1.Â Obey their demands. Give in to their tantrums. Deny them nothing. If they want it, indulge them. Make sure they know you will always be there to get them out of trouble. If they break a toy or wreck a car, replace it.
2. Overlook, defend, or rescue them from the consequences of their negative behavior. Accept their excuses or blame others by saying things such as, “My child would never do that!”, “It can’t be her fault; it must be the school’s fault!”, or “The other child made him do it.”
3. Disregard moral principles. Be dishonest. Involve your children in lying or cheating others and taking pleasure in the misfortune of others. Encourage insecurity by telling them to keep secrets from other family members or family secrets from others.
4. Avoid touching, hugging, and taking time to interact with your children. Deny the existence of their emotional and social needs. Discourage them from expressing feelings and isolate them from friends, organizations, and activities. Disregard their physical needs.
5. Ignore their worthwhile and constructive habits. Avoid complimenting or praising their efforts. When they have done something well, make fun of it. Belittle their ideas, interests, and accomplishments. Dwell on their weaknesses. Expect them to fail. Express hopelessness in their ability to succeed or to cope positively with life’s stresses.
6. Pretend you never make mistakes or have problems. Expect perfection from your children. Judge them harshly if they make a mistake or misbehave. Never forgive, but instead hurt and degrade them by yelling, blaming, shaming, whipping, humiliating, or threatening to abandon them.
7. Establish and enforce tough, rigid rules. Discourage thought and questions by demanding that they do what you want, when you want it done. Never help them think of ways to work through their own problems. Demonstrate your distrust of them by questioning everything they do, and discount their right to privacy and independence as they mature.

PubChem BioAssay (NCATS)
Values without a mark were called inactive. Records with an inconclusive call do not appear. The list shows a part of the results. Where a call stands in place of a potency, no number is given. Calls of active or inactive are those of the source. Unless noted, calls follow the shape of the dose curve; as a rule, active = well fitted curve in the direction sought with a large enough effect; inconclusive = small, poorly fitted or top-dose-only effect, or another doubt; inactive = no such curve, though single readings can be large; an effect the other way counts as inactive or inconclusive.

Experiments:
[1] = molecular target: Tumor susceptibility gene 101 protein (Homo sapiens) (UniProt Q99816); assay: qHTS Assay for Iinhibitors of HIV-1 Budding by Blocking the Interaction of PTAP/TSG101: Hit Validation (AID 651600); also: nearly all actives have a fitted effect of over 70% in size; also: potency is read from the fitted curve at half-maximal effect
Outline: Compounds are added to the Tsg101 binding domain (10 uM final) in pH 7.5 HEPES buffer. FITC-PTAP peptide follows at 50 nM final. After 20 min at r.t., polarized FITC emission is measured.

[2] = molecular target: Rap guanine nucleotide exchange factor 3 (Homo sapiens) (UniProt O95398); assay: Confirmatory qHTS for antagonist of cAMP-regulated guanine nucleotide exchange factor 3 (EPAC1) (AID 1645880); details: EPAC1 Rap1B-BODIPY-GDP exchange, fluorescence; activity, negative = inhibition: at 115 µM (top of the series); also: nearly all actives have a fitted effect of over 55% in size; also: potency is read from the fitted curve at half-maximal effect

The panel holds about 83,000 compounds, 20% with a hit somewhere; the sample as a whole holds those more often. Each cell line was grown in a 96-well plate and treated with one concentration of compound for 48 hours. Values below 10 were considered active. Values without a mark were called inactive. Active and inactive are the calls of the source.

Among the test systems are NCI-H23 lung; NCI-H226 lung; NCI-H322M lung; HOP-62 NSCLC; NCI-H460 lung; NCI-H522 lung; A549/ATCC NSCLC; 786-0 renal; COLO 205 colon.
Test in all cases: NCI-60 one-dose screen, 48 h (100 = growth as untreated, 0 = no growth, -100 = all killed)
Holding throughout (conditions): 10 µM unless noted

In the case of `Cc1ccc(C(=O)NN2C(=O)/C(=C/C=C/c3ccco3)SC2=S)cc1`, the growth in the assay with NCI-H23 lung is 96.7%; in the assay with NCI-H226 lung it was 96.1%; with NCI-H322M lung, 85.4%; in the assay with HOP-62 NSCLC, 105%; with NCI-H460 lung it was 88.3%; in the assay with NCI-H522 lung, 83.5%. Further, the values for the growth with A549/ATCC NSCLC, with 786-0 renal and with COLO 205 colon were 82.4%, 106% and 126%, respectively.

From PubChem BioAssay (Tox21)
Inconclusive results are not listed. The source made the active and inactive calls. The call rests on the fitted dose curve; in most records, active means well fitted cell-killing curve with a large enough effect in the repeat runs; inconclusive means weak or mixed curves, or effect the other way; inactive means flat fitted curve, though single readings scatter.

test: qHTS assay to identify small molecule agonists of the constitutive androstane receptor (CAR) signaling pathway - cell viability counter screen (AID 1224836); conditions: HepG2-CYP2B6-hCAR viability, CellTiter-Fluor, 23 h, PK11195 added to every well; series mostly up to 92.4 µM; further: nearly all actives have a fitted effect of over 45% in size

8. Keep children constantly on guard by being unpredictable. Become angry at an action one day and laugh at it the next. Avoid any kind of routine. Let them decide when to eat and sleep. Allow them to watch television continually without your supervision or guidance. Avoid traditions. Rarely eat dinner as a family. Treat them differently. Have a “favorite” child who can do no wrong and a “bad” child who can do no right.
9. Remain uninformed about drugs and drug use. If you smoke, drink alcohol excessively, or use other drugs, make excuses and deny your own use. Never discuss your attitudes or feelings about drugs. Disregard the facts concerning the negative effects drugs have on the mind and body.
10. Above all else, discount your own value as a human being. Communicate anger and resentment toward life. Engage in self-indulgent, self-destructive behaviors.
What Parents Owe Their Children
12 Rules For Raising Delinquent Children
A Sense of Entitlement
What It Means to “Let Go”
A Child’s Ten Commandments For Parents
How to Build Self-Confidence in Children and Teens
Are You An Enabler? Early Warning Signs of Enabling Behaviors
Zero Tolerance for Disrespectful, Cussing Kids
Parents Guide to Surviving the Teen Years
Raising Children With Tough Love
(Used with permission by Leah Davies @ KellyBear.com)